Gen Cap back with Fund VII after six years

  • Nashville firm’s Fund VI is a $160 mln in 2009 vintage
  • New generation of managing directors lead Gen Cap’s investment team
  • Fund VI netting 16 pct IRR with 1.4x multiple through Sept. 30

Lower-middle-market specialist Gen Cap America is marketing its first fund in six years, according to an SEC filing and Rhode Island State Investment Commission documents.

Gen Cap, a 28-year-old firm based in Nashville, set a $225 million target and $250 million hard cap for Southvest Fund VII, according to a fund presentation released by Rhode Island. The firm filed paperwork for the fund with the SEC in December.

Rhode Island approved a commitment of as much as $30 million to Fund VII, spokesman David Ortiz wrote in an email.

Gen Cap will use Fund VII to acquire manufacturing, distribution and services companies, typically investing as much as $20 million per deal, according to a Cliffwater LLC memo.

“Gen Cap is unique in deal structuring by providing both the sub debt and equity to portfolio companies,” Cliffwater Senior Managing Director Thomas Lynch wrote in an investment memo. “This helps lower overall financing risk, accelerates cash flow to the Fund and can improve the overall IRR.”

Fund VI, a $160 million 2009 vintage fund, netted a 16 percent internal rate of return and 1.4x multiple through Sept. 30, according to the presentation. Fund V, which raised $94 million in 2005, netted a 15 percent IRR and 2x multiple as of the same date.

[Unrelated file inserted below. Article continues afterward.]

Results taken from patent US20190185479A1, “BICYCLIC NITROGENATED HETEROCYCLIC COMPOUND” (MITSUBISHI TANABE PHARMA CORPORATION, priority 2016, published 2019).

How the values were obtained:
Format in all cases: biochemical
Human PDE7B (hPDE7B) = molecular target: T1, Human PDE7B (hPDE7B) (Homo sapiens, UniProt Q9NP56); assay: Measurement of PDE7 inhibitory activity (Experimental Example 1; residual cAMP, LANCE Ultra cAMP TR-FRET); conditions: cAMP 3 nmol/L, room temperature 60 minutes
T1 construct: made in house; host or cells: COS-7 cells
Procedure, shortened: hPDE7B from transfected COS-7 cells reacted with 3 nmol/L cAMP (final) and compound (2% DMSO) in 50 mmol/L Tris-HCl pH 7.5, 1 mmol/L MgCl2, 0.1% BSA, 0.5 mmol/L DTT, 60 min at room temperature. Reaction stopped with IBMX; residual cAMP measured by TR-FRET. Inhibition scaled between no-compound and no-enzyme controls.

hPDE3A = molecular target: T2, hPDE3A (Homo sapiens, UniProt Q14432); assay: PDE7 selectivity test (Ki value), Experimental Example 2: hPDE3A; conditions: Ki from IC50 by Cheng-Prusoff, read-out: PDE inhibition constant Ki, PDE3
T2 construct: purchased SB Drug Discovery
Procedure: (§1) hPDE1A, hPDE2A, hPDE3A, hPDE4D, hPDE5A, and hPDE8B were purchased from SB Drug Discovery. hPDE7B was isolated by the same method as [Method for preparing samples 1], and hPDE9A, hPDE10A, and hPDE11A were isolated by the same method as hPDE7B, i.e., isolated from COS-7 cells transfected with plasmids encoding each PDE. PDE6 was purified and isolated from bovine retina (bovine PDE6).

Fund VI’s slower investment pace created a drag on its performance, which dropped the vehicle into the third quartile of 2009 vintage funds, according to Cambridge Associates data cited by Cliffwater.

It’s unclear why Gen Cap spent more time investing Fund VI. The past 10 years have been a period of transition for the firm.  Its senior partners, founder Barney Byrd and Donald Napier III, did not lead a deal in the past decade but remain active in providing guidance to portfolio company management teams, Lynch wrote.

Managing Directors Christopher Godwin, J. Matthew Lane and Mark Isaacs assumed control of the firm’s investment process with Fund V, a 2005 vintage, and “Gen Cap’s investment team has grown and matured since the last [Fund VI] fundraise in 2009,” Lynch wrote.

Gen Cap and Cliffwater did not respond to requests for comment.

Gen Cap will charge LPs a 2 percent management fee on committed capital during the fund’s investment period, according to Cliffwater. The fee falls to 2 percent of invested capital afterward.

The firm will offset management fees with 100 percent of all directors and break-up fees. Monitoring, commitment, acquisition, transaction, advisory, consulting and other similar fees will offset the LP management fee by only 50 percent. Once the fund collects $18.75 million from those fees, Southvest VII will fully offset future fees by 100 percent.

Action Item: For Rhode Island’s materials on Gen Cap, visit

Photo: Reuters/Harrison McClary